Unforeseen events, like a medical crisis or job loss, sometimes overwhelm debtors in New Jersey and leave them unable to pay bills. Poor spending habits might result in crippling debt. Regardless of the reasons behind financial troubles, bankruptcy law sometimes enables people to discharge or reorganize their debts and start fresh.
A great many residents in New Jersey remember the recession and the impact it had on their lives all too well. From losing 401K savings to seeing a home's equity plunge well below the amount owed to a lender and more, consumers everywhere struggled to make their way through. Many people turned to the bankruptcy courts for help to get a fresh start.
The bankruptcy process can have a significant impact on businesses and individuals, affecting many aspects of business operations and a person’s life. However, there are unique issues to consider, such as legal action and how a lawsuit may be affected by bankruptcy. If you run a business and have filed for bankruptcy, it is important to understand how a pending lawsuit, as well as future litigation, could be affected by this move.
It is often assumed that by the time a person retires, they may be passed the point in life where they would be under the pressures of serious debt. That, however, is not always true. Many seniors in New Jersey and around the country continue to experience serious financial challenges. A new report has even found that these challenges are forcing a large number of people over the age of 65 to file for bankruptcy.
You may want to pursue other options before resorting to bankruptcy, or the court may have instructed you to undergo credit counseling as part of your debt restructuring plan. For whatever reason, you and other New Jersey residents with significant financial problems may want to find out how credit counseling works and how it may improve your situation.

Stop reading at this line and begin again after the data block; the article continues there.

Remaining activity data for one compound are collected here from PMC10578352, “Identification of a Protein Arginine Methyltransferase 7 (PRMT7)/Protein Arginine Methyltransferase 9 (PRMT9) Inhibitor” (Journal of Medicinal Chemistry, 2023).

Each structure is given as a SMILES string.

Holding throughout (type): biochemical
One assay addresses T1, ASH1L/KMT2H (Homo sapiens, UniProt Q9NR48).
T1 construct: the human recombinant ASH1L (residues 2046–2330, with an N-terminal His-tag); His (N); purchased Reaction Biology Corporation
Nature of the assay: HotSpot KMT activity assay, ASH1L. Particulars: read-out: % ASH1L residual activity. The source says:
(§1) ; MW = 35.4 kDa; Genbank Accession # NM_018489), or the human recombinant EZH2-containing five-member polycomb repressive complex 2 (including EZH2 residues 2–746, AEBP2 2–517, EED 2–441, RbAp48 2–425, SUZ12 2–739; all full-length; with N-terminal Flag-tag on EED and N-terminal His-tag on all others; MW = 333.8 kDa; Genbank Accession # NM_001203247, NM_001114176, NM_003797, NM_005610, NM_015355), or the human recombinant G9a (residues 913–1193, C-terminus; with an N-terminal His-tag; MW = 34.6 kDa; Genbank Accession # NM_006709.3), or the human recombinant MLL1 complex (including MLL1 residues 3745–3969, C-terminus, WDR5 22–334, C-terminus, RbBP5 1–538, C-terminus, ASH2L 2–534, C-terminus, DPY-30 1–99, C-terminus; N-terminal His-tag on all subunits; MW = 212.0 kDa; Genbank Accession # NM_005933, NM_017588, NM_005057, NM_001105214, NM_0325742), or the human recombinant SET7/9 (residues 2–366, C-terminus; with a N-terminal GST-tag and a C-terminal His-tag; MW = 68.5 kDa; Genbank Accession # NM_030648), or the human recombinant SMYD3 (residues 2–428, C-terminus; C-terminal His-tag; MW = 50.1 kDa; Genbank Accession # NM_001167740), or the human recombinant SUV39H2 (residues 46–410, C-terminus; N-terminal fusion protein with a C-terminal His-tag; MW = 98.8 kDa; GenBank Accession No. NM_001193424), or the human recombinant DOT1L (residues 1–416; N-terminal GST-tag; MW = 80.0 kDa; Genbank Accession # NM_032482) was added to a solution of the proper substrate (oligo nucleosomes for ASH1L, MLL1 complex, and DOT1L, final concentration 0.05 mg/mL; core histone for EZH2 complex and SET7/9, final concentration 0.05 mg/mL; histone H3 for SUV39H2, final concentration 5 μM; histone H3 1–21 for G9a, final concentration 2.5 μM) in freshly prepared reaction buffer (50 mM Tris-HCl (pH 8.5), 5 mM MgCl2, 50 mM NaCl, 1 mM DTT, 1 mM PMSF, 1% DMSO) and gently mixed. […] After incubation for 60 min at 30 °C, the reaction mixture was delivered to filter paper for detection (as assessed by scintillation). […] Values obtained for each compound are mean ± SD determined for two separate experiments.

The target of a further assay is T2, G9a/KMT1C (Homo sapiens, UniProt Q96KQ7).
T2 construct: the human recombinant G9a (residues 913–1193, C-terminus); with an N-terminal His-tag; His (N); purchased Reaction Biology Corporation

Maintaining your finances is something that may look different to you than it does to your neighbors or family members in New Jersey. Regardless of how you do it, staying out of excessive debt and minimizing unnecessary spending are important ways to create a strong financial foundation. With the right tools and strategies, you can fortify your future beginning with healthy money habits.
It is not uncommon for people in New Jersey today to fund at least a part of their college education via student loans. For many decades, in fact, the amount of student loan debt across the United States has been on the rise. According to the Institute for College Access and Success, the average person with student loan debt owed approximately $33,000 in 2018. Among all borrowers, one out of every four is said to be either in default or behind on their payments.
Being faced with debt is emotionally daunting. You may feel as though you're making no progress as your bills continue to pile up. In this case, it's crucial that you take the proper steps to address debt and ensure it doesn't negatively impact your financial future. The Balance offers the following advice on how you can get a handle on any amount of debt.
If you face a foreclosure in New Jersey, you probably expect that the bank will carry through with it. You will get a notice, have to leave your home and move on. The bank will sell your home and recoup some of its investment. However, this is not always what happens. There is the possibility that your bank could walk away from the foreclosure. If this happens, it could mean bad things for you.
It is not uncommon for New Jersey residents or Americans in general to live beyond their means and to accumulate massive debt out of which they then have difficulty digging their way out. Many of these individuals eventually resort to bankruptcy, but some either do not qualify for bankruptcy or want to keep their credit intact but still obtain debt relief. According to Moneyning, it is possible to dig one's way out of debt, but doing so will require intense effort and careful budgeting over a period of three to five years.